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F#'s inline functions with statically resolved generic parameters seem to be similar to C++'s templates. However, unlike C++, you need to specify the constraints - how does that work?

For example, I'm trying to implement an upcasting function, but this won't work:

let inline myUpcast< ^a, ^b  when ^a :> ^b  > (x: ^a) :  ^b =  x

The error message is: error FS0698: Invalid constraint: the type used for the constraint is sealed, which means the constraint could only be satisfied by at most one solution.

I'm actually trying to write a function that will cast sequences when the underlying types can be cast (to work around lack of covariance), but the following doesn't quite work either:

let inline upcastseq (xs: seq< ^a >) : seq< ^b > when ^a :> ^b = xs :?> seq< ^b >

which causes the following warning: warning FS0064: This construct causes code to be less generic than indicated by the type annotations. The type variable 'a has been constrained to be type ' ^b'. As might be expected then, actually using the function doesn't work as hoped.

So, I'm looking for a function that will cause a type-check error if used to convert sequences in a covariantly invalid fashion (hence the generic parameter restriction) - is such a thing possible?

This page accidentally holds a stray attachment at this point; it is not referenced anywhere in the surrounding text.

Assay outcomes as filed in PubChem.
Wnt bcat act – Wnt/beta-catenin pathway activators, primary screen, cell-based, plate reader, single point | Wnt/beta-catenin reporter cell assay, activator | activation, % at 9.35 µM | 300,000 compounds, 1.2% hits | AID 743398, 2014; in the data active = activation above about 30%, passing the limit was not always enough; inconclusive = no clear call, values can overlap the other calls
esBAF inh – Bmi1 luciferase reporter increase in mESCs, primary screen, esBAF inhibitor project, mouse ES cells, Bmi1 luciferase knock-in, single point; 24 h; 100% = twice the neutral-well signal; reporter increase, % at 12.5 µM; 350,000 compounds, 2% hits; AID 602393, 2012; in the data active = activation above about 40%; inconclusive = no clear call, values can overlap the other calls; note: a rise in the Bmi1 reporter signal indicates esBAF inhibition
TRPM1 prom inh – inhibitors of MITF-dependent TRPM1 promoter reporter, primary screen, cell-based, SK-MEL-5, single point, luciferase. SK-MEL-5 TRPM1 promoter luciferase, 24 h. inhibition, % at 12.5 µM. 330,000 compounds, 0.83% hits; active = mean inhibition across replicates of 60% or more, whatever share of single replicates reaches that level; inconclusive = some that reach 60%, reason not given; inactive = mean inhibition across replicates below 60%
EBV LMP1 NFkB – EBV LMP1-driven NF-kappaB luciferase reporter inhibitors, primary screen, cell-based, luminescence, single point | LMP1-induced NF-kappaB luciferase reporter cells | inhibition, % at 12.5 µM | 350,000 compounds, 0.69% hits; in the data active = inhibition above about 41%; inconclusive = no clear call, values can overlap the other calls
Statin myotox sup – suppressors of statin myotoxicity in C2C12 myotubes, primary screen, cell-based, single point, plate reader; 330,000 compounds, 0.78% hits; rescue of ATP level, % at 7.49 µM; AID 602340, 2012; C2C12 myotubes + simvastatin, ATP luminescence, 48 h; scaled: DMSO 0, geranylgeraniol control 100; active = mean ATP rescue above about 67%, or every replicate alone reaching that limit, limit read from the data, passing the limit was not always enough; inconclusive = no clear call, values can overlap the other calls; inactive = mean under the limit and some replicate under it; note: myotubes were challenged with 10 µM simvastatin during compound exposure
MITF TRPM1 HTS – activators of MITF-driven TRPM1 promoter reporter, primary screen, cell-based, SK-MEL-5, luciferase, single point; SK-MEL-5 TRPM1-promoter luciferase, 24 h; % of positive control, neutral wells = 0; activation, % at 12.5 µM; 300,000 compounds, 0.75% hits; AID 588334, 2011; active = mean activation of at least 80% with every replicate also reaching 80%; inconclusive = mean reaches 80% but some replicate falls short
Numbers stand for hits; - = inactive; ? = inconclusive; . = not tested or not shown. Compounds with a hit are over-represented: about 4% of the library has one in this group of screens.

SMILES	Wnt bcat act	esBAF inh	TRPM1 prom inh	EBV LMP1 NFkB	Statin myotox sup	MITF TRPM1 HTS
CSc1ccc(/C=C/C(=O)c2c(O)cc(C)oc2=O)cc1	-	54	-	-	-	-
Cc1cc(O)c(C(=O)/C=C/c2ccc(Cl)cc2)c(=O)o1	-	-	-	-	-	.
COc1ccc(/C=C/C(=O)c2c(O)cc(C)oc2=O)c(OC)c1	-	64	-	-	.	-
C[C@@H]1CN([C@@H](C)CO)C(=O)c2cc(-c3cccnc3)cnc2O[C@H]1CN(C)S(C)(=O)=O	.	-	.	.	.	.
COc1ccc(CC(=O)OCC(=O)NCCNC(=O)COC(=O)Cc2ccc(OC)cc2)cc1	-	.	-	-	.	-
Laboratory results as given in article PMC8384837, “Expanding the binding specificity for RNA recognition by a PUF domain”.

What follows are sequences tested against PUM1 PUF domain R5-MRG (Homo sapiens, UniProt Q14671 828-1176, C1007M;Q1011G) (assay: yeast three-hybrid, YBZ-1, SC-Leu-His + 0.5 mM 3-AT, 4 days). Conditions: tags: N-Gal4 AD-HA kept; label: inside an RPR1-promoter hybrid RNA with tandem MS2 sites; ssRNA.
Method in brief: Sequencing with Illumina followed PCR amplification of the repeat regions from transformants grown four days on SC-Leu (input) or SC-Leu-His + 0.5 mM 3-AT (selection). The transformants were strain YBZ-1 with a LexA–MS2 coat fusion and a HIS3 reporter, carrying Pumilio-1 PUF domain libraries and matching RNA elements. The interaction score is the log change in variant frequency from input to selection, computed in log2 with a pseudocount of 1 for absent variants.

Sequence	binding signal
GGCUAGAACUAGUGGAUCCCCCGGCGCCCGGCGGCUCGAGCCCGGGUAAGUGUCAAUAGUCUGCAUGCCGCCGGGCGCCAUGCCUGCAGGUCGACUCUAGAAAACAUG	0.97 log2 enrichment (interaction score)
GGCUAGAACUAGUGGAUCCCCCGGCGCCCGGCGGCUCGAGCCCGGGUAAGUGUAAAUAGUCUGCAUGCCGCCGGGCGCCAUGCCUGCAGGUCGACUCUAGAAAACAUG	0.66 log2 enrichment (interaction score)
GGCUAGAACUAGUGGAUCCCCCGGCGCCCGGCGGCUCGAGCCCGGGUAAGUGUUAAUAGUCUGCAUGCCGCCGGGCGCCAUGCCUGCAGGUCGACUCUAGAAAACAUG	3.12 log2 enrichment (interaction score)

A little more generally, what are the limitations of statically resolved type parameters as compared to C++'s templates?

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1 Answer 1

up vote 2 down vote accepted

This isn't possible, but it's unrelated to static member constraints. Using normal generic constraints is equally doomed, for the same reason:

// doesn't work
let myUpcast<'a, 'b when 'a :> 'b) (x: 'a) : 'b = unbox (box x)

Basically F# does not allow type constraints involving two different type parameters; they are always constrained to be equal.

See my answer to How to constrain one type parameter by another for more commentary.

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Ah, your linked answer addresses my needs fairly exactly. Alas... –  Eamon Nerbonne Nov 17 '10 at 16:38
    
Isn't it kinda weird that F# (whose type-inference is supposed to be a selling point) can't do such basic constraints, yet C# (and of course the CLR) actually support it? Frustrating. –  Eamon Nerbonne Nov 18 '10 at 9:56
    
@Eamon - it's very frustrating, but I wouldn't classify these constraints as "basic". I'd guess that at less than 5% of C# programmers will ever use a type parameter constrained by another type parameter. –  kvb Nov 18 '10 at 15:32

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